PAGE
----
AUGUSTA — Rep. Peggy Rotundo, D-Lewiston, said Tuesday a state revenue surplus of about $73 million should be used first to help cover the state’s bills before being put into Maine’s savings account.

Rotundo joined other Democrats in countering a bill being offered by Republican Gov. Paul LePage that seeks to put all of the unexpected revenue into the state’s Budget Stabilization Fund, which is also called “rainy-day” fund.

“No family would deposit the entirety of their paycheck into their savings account without paying rent for this month first,” Rotundo said in a prepared statement issued Tuesday.“We cannot handcuff the Legislature from using resources available to us to address critical concerns that undermine our future now. It is possible to save responsibly while dealing with the reality of the needs before us.”

Rotundo, the House chairwoman of the Legislature’s budget-writing Appropriations Committee, is countering arguments made by other committee members, including the committee’s Senate chairman, Jim Hamper, R-Oxford.

Hamper and Rep. Tom Winsor, R-Norway, also a member of the committee, are co-sponsors of a bill that would move the surplus funds to the savings account.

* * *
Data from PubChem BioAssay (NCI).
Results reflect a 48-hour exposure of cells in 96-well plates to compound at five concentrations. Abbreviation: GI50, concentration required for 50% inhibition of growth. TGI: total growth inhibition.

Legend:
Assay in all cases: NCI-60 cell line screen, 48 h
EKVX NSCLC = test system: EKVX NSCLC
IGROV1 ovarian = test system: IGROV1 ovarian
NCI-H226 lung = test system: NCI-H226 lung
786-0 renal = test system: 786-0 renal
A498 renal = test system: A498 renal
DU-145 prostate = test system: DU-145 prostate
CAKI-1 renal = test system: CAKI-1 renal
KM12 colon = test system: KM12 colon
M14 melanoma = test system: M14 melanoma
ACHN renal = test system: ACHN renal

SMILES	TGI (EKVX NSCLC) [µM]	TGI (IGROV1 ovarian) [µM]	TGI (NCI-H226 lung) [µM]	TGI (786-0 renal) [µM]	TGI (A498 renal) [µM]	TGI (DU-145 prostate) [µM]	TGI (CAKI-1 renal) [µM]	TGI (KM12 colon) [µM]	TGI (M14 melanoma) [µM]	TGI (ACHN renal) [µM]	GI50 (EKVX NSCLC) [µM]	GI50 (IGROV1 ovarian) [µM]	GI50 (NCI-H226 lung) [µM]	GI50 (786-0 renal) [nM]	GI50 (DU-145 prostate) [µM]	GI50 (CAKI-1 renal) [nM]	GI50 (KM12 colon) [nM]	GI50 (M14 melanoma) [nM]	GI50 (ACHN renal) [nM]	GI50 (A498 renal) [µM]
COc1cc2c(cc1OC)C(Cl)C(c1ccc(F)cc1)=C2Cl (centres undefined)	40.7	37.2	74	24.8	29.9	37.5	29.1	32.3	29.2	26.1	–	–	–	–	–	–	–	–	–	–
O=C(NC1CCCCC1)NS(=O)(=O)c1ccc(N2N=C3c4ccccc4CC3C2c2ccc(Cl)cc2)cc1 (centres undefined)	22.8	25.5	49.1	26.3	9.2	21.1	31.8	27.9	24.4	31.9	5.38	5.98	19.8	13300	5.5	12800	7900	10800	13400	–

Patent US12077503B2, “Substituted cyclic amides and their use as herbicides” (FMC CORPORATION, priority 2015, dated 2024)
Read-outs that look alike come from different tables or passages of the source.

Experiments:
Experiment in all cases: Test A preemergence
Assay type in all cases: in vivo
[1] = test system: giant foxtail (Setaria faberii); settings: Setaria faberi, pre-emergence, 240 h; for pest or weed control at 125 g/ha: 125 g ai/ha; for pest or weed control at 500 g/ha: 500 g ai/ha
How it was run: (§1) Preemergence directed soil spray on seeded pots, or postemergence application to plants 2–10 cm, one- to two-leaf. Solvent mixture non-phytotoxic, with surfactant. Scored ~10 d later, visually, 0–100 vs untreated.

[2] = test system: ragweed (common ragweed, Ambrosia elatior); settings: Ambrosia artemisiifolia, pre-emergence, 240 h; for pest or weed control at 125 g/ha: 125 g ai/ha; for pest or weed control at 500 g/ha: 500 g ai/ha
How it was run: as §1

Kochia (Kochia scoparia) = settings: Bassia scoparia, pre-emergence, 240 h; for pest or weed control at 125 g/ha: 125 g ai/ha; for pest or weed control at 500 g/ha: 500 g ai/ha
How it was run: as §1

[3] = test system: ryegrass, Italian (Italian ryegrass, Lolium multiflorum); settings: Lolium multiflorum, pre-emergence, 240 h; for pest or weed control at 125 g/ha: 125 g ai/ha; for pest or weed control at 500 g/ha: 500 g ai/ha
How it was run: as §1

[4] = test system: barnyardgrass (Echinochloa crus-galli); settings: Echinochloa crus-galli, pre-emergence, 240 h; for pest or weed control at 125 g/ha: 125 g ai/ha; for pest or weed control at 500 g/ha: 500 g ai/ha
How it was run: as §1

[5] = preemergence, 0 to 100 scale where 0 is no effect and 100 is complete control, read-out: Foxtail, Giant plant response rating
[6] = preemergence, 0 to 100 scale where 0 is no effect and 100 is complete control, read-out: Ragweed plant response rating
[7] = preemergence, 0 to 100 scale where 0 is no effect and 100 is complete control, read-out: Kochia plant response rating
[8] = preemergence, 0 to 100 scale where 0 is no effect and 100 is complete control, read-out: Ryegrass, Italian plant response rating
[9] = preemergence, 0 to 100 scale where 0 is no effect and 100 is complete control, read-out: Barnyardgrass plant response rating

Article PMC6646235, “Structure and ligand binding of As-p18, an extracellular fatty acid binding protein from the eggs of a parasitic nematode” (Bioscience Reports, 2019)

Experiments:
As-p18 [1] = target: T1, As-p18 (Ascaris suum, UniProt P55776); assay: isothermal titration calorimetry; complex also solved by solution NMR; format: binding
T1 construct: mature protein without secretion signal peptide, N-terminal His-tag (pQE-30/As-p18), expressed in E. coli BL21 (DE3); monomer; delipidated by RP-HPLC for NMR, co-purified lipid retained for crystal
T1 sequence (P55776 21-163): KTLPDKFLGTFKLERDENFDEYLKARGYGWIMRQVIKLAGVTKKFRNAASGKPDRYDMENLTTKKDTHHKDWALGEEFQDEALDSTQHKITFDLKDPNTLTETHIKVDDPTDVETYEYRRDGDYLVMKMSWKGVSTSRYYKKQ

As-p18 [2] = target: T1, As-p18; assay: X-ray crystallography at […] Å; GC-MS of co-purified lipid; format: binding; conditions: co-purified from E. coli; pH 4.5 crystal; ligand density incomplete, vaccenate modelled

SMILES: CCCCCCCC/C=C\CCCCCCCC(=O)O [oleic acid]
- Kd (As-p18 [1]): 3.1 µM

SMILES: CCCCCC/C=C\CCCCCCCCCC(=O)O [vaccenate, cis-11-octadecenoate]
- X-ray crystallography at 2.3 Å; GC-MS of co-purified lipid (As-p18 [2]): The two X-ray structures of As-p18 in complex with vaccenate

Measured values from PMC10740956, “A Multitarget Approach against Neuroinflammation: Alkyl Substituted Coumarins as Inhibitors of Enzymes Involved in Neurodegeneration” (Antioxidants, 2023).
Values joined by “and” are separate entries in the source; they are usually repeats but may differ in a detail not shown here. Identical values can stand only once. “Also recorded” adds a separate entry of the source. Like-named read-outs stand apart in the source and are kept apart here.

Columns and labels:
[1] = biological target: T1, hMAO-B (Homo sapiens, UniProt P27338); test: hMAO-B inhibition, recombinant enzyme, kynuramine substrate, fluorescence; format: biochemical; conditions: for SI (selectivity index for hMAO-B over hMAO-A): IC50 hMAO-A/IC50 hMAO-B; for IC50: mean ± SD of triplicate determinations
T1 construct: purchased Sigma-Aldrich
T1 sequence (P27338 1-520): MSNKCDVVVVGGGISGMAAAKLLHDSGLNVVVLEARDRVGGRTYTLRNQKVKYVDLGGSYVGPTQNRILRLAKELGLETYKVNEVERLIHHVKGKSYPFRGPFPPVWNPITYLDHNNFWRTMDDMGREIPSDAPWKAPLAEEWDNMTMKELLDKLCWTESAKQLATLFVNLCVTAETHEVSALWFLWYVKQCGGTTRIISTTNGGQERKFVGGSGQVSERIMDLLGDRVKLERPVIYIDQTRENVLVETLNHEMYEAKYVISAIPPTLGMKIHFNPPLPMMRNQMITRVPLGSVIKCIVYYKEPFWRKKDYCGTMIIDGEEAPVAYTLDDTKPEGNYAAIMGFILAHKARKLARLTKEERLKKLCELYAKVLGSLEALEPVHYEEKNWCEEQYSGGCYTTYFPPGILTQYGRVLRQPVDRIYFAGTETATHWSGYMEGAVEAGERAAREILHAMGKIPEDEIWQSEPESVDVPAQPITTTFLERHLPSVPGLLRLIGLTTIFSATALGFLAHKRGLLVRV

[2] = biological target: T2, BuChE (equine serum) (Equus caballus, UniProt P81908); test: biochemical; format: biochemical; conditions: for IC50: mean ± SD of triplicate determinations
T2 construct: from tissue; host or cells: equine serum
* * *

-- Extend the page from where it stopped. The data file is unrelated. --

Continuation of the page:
“The residents of my district expect state government to manage their tax dollars responsibly,” Hamper said in a prepared statement, also issued Tuesday. “Dedicating this one-time increase in revenue to savings will ensure that our financial reserves are adequate to help Maine weather the next economic downturn we face.”


But House Speaker Mark Eves, D-North Berwick, said that at least some of the windfall should go to help pay for increasing costs at both the state and local levels.

“For years, Maine has had to make tough choices to recover from the Great Recession,” Eves said in a release Tuesday. “As a result, we’ve fallen seriously behind other states that have continued to invest in their communities. Yes, of course, we should save for the future. But we can’t ignore the mounting and dangerous challenges that face our families and infrastructure today.”

LePage said the state must have a larger sum in its savings account to protect the state’s borrowing interest rate from climbing too high. 

In his weekly radio address released Tuesday, LePage charged Democrats with trying to “steal” the surplus with the creation of a supplemental budget to earmark spending on a variety of proposals.

“The state’s current balance would only fund state operations for 8.5 days in the event of a catastrophic event,” LePage said in the address. “The Boston Federal Reserve has recommended that we need 30 to 40 days (of reserves) to improve our state’s financial strength.”

The battle between Republicans and Democrats over how much of the surplus revenue should be spent and how much should be saved is likely to be a key focal point for legislative debates in the weeks ahead.

Some lawmakers, including Democrats and Republicans, on Tuesday were also contemplating the possibility that some of the surplus revenue should be returned to Maine taxpayers.

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